Returning to the classroom this fall has many parents, students, and teachers feeling anxious. Is it safe? What will school look like with so many new precautions in place? Unfortunately, COVID-19 has become a politically-charged issue, and making matters even worse is the amount of misinformation spreading on social media. It’s important to set aside the politics and memes and look to reliable information sources so your family can be prepared for returning to school safely this fall.
How to Find Trustworthy Information About Going Back to School During the COVID-19 Pandemic
While it’s tempting to pass along stories about COVID-19 that you’ve read on Facebook or share memes about face masks, there’s often no way of vetting this information. Even if advice on social media claims to be from a prestigious hospital or university, unless you’re getting it straight from the source, you have no way of knowing if it’s true.
Your local community is the best place to start when it comes to getting information about how COVID-19 is impacting your area. Follow guidelines from your child’s school district and visit your city or town’s website for updates on local outbreaks. Most county websites also have in-depth information about the COVID-19 situation in your area and recommendations from the county health department on preventing infection.
In addition to local resources, the Centers for Disease Control and American Academy of Pediatrics have very thorough guides to going back to school safely. We recommend downloading the CDC’s in-person learning checklist, which offers comprehensive advice about all aspects of going back to school during the pandemic, including mental health considerations.
In-Person Learning Safety Recommendations
What can parents and teachers do to make sure students are safe this school year? Here are suggestions from the CDC and AAP, along with links where you can find more information.
Wearing Cloth Face Masks
In the early days of the pandemic, there was much confusion regarding face masks. In an effort to reserve face masks for first responders, the general public was discouraged from wearing them. Later, this recommendation was reversed and wearing cloth face masks was encouraged.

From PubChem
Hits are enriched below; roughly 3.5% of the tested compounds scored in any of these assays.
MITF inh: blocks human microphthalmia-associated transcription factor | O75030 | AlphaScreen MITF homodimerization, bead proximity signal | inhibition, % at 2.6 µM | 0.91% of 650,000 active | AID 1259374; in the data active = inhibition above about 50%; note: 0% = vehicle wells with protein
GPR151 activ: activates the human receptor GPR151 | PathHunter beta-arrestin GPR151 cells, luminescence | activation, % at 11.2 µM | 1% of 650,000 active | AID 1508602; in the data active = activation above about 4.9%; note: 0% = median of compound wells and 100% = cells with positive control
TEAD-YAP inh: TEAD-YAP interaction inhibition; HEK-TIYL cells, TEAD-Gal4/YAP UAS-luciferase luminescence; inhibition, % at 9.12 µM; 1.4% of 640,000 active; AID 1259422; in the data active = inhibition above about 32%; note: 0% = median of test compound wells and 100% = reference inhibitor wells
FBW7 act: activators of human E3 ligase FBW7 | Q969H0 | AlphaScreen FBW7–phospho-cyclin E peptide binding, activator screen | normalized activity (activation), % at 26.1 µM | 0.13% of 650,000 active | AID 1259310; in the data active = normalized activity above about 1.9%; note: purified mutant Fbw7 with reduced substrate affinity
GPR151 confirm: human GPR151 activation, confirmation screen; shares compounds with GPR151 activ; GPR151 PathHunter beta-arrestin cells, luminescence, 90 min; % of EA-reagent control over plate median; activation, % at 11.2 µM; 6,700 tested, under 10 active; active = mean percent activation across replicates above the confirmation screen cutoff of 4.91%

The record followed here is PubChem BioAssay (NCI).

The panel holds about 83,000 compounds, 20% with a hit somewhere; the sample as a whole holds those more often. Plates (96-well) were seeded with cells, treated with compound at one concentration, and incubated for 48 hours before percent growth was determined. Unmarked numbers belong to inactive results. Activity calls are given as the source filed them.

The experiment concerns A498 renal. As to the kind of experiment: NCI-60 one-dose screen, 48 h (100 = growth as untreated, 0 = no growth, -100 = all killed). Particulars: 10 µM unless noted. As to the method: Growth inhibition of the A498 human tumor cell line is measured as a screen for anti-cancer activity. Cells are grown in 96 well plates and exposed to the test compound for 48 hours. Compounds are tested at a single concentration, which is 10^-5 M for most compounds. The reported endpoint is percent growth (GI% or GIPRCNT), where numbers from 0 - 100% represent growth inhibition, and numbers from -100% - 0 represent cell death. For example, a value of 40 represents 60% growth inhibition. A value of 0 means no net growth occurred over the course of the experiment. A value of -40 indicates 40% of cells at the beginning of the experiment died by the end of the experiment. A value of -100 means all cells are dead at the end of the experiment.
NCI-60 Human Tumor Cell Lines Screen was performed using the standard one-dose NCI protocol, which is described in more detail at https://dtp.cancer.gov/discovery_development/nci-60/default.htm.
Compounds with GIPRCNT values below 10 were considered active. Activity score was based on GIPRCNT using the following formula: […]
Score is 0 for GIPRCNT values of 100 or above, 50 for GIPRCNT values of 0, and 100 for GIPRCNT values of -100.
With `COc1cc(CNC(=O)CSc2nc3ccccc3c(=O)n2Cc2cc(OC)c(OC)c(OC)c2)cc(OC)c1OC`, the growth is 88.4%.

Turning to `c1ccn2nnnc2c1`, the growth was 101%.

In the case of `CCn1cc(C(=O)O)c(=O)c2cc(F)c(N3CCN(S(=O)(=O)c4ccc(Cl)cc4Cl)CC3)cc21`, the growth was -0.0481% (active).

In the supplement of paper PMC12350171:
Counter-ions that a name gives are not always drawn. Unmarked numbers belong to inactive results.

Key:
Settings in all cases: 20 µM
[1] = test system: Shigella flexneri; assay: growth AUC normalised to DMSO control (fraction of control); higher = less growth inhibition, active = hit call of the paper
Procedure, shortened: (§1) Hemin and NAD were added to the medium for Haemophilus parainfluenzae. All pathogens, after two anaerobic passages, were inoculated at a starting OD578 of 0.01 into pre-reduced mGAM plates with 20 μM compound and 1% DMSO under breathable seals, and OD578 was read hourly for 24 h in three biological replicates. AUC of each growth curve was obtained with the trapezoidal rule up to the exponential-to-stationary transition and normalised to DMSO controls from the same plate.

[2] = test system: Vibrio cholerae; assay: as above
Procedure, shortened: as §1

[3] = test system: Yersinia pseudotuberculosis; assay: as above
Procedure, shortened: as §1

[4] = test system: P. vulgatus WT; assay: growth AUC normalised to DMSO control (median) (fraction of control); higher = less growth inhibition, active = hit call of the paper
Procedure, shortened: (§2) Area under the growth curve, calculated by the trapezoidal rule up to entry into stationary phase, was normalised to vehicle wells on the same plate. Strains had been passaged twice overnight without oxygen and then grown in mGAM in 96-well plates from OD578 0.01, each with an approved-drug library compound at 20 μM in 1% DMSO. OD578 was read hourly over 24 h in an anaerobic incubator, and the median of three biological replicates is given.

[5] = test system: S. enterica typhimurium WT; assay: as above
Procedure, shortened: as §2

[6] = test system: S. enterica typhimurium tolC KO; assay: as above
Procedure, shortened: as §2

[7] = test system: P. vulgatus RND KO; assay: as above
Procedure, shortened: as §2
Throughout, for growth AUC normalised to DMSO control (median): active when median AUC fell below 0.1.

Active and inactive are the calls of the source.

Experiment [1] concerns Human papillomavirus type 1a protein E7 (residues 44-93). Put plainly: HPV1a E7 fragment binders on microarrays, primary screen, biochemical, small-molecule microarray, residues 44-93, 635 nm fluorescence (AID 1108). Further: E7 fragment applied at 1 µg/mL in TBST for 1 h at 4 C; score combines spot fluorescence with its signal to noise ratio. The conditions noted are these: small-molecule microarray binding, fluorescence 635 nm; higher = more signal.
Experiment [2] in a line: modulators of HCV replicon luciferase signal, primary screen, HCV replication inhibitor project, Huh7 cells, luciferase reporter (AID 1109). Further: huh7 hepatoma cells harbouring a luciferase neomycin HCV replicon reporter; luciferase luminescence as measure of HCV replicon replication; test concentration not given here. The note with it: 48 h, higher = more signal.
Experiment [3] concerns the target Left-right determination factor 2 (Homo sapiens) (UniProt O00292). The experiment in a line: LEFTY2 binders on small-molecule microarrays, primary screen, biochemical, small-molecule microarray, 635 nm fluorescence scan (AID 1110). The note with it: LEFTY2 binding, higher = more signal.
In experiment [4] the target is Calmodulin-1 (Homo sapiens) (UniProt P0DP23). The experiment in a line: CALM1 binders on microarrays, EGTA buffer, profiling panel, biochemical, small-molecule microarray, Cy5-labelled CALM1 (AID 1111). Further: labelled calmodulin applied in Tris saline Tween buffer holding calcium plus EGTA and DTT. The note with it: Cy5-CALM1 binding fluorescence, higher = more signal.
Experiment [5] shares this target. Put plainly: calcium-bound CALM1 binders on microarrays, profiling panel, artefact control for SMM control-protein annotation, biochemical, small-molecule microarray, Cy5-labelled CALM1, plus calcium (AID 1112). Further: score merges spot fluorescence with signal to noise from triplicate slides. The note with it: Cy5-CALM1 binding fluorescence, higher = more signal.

So what’s the bottom line? Face masks are effective. COVID-19 is transmitted through respiratory droplets; face masks keep respiratory droplets from spreading. Because people can be infected with COVID-19 and have no symptoms, cloth face masks are one of the most important tools we have to keep the coronavirus from spreading in the classroom.
The American Academy of Pediatrics recommends:
- Children over 2 years of age should wear cloth face coverings in child care and at school.
- Face masks should fit securely over the nose and mouth, held in place with ear loops or ties.
- Children should wash hands before and after wearing a face mask and avoid touching it once it’s on.
- Face masks should be removed by taking off the ear loops or untying the ties—children should not touch the front of the mask.
- Masks should be washed and dried after using.
To make sure children will actually wear their masks all day long, choose ones that are comfortable to wear, made of breathable fabric, and have fun patterns. At GEDDES, we offer colorful face masks designed with children in mind. They’re sized appropriately, made with breathable fabric, and they’re secured using ear loops, making them comfortable and easy for kids to put on themselves.
Because both the CDC and AAP recommend washing face masks after a day of use in school, it’s a good idea to stock up on a week’s worth of masks so you don’t have to wash your child’s face covering every day. Our masks have a low price point so you can purchase as many as your family needs. Keep them in a basket by your child’s backpack so they can get in the habit of grabbing one on the way out the door—use another basket for collecting used face masks at the end of each day, then throw them in the wash on the weekend.
More resources on face masks:
- AAP: Cloth Face Coverings for Children During COVID-19
- AAP: Misconceptions About Kids and Cloth Face Coverings
- CDC: Guidelines for Cloth Face Coverings in Schools
It can feel like pulling teeth to get kids to wash their hands, but during the COVID-19 pandemic, it’s more important than ever. Many schools are implementing new hand hygiene protocols that have students washing their hands as soon as they enter the building and at other transition times throughout the day.